3. 3. Pathophysiology  Most theories of the pathophysiology of ovarian cancer include the concept that it begins with the dedifferentiation of the cells overlying the ovary. During ovulation, these cells can be incorporated into the ovary, where they then proliferate. Ovarian cancer typically spreads to the peritoneal surfaces and omentum.  Ovarian carcinoma can spread by local extension, lymphatic invasion, intraperitoneal implantation, hematogenous dissemination, and transdiaphragmatic passage. Intraperitoneal dissemination is the most common and recognized characteristic of ovarian cancer. Malignant cells can implant anywhere in the peritoneal cavity but are more likely to implant in sites of stasis along the peritoneal fluid circulation. As discussed later, these mechanisms of dissemination represent the rationale to conduct surgical staging, debulking surgery, and
  4. 4. Epithelial ovarian cancer  Epithelial tumors represent the most common histology (90%) of ovarian tumors. Other histologies include the following:  Sex-cord stromal tumors  Germ cell tumors  Primary peritoneal carcinoma  Metastatic tumors of the ovary  Epithelial ovarian cancer is thought to arise from epithelium covering the ovaries, which is derived from the coelomic epithelium in fetal development. This coelomic epithelium is also involved in formation of the Müllerian ducts, from which the Fallopian tubes, uterus, cervix, and upper vagina develop.
  5. 5. Five main histologic subtypes, which are similar to carcinoma, arise in the epithelial lining of the cervix, uterus, and fallopian tube, as follows:  Serous (from fallopian tube)  Endometrioid (endometrium)  Mucinous (cervix)  Clear cell (mesonephros)  Brenner
  6. 6. Some variation is observed in the patterns of spread and disease distribution within the various histologic subtypes  Epithelial tumors are found as partially cystic lesions with solid components. The surface may be smooth or covered in papillary projections (see the image below), and the cysts contain fluid ranging from straw-colored to opaque brown or hemorrhagic. An enlarged ovary with a papillary serous carcinoma on the surface.
  7. 7.  Epithelial ovarian cancer most often spreads initially within the peritoneal cavity (see the images below). Metastatic disease often is found on the peritoneal surfaces, particularly on the undersurface of the diaphragms, the paracolic gutters, the bladder, and the cul-de-sac. Other common sites are the surface of the liver, the mesentery and serosa of the large and small bowel, in the omentum, the uterus, and para-aortic and pelvic lymph nodes. Laparotomy on a patient with intermittent small bowel obstruction. A loop of small bowel (bottom of frame) is adherent to a poorly differentiated primary epithelial ovarian carcinoma (left of frame) that has spread to involve the pelvic sidewall, the bladder peritoneum, the serosa of the uterus, and the fallopian tube.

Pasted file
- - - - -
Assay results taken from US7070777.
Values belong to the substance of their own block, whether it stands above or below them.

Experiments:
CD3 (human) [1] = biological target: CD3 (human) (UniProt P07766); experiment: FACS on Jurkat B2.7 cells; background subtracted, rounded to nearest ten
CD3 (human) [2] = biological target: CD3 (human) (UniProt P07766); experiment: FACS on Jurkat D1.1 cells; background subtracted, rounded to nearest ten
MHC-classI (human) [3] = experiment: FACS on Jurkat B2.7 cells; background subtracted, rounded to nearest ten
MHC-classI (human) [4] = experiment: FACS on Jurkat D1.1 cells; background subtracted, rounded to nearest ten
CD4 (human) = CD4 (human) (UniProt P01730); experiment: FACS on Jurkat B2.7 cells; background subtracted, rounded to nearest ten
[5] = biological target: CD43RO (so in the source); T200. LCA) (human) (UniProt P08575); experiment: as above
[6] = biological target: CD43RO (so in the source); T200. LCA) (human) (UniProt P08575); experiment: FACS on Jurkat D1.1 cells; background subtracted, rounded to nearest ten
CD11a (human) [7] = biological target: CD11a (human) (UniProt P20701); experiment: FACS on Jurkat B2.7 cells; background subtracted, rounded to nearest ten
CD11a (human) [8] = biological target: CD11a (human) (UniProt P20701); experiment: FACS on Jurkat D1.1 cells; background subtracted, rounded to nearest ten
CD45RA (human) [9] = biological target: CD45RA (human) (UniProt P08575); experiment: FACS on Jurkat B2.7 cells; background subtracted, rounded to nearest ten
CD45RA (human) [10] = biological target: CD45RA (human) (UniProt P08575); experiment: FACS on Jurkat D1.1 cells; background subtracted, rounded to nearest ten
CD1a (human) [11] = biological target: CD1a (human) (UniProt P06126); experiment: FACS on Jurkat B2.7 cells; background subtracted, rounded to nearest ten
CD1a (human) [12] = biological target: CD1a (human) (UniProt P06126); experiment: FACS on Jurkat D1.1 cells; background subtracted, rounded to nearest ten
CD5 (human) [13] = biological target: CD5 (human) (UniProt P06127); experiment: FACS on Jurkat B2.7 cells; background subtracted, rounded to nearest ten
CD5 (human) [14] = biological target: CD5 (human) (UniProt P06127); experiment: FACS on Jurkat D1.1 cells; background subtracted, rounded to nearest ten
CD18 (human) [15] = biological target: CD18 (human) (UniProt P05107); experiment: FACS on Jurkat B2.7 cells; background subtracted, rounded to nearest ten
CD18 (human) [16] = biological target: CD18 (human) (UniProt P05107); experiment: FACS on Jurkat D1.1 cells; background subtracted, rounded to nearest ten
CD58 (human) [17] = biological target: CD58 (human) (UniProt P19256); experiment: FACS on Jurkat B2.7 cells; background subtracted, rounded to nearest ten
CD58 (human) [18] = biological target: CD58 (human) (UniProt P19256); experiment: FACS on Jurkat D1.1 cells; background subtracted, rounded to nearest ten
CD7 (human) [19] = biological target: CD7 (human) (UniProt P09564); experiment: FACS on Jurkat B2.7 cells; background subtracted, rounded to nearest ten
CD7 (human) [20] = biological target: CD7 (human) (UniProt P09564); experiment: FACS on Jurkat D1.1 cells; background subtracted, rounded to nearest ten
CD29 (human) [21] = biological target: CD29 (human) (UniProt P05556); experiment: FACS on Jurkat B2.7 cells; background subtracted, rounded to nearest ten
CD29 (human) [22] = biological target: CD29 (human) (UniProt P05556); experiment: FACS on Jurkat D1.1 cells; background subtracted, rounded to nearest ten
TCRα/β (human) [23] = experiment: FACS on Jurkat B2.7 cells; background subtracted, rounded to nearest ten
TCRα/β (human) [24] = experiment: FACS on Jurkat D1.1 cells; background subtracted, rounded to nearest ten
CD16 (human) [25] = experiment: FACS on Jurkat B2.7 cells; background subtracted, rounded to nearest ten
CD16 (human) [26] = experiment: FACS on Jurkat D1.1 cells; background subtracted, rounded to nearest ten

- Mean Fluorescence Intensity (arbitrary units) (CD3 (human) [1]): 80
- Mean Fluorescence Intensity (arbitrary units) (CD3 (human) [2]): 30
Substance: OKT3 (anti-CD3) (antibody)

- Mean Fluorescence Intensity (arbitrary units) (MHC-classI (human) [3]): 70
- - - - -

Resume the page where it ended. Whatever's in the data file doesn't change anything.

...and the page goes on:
8. 8.  Outside the peritoneal cavity, epithelial ovarian cancer may spread to the pleural cavity, lungs, and groin lymph nodes. Presence of pleural effusion does not necessarily indicate disease in the chest, and malignancy can be diagnosed only cytologically. Mucinous tumors tend to form large dominant masses, while papillary serous tumors have a more diffuse distribution and are more commonly bilateral. Endometrioid and clear-cell variants more commonly exhibit local invasion, retroperitoneal disease, and hepatic metastases. Metastases from epithelial ovarian carcinoma involving the omentum
  9. 9. Etiology  The precise cause of ovarian cancer is unknown, but several risk and contributing factors have been identified.  Hippisley-Cox and Coupland developed an algorithm to determine risk of breast cancer in women with and without symptoms.[2] , In their cohort study, 10% of women with the highest-predicted risk had 63% of all ovarian cancers diagnosed over the next 2 years.
  10. 10. Reproductive factors  Parity is an important risk factor. The risk of epithelial ovarian cancer is increased in women who have not had children and possibly those with early menarche or late menopause. Women who have been pregnant have a 50% decreased risk for developing ovarian cancer compared with nulliparous women. Multiple pregnancies offer an increasingly protective effect. Oral contraceptive use decreases the risk of ovarian cancer.  These factors support the idea that risk for ovarian cancer is related to ovulation. Two theories regarding this relationship have been proposed. The incessant ovulation theory suggests that repeated ovarian epithelial trauma caused by follicular rupture and subsequent epithelial repair results in genetic alterations within the surface epithelium. The gonadotropin theory proposes that persistent stimulation of the ovaries by gonadotropins, coupled with local effects of endogenous hormones, increases surface epithelial proliferation and subsequent mitotic activity.  Thus, the probability of ovarian cancer may be related to the number of ovulatory cycles, and conditions that suppress the ovulatory cycle may play a protective role. Ovulation suppression has been shown to decrease cancer incidence. Although treatment with agents that induce ovulation in women with infertility has been suggested to increase the incidence of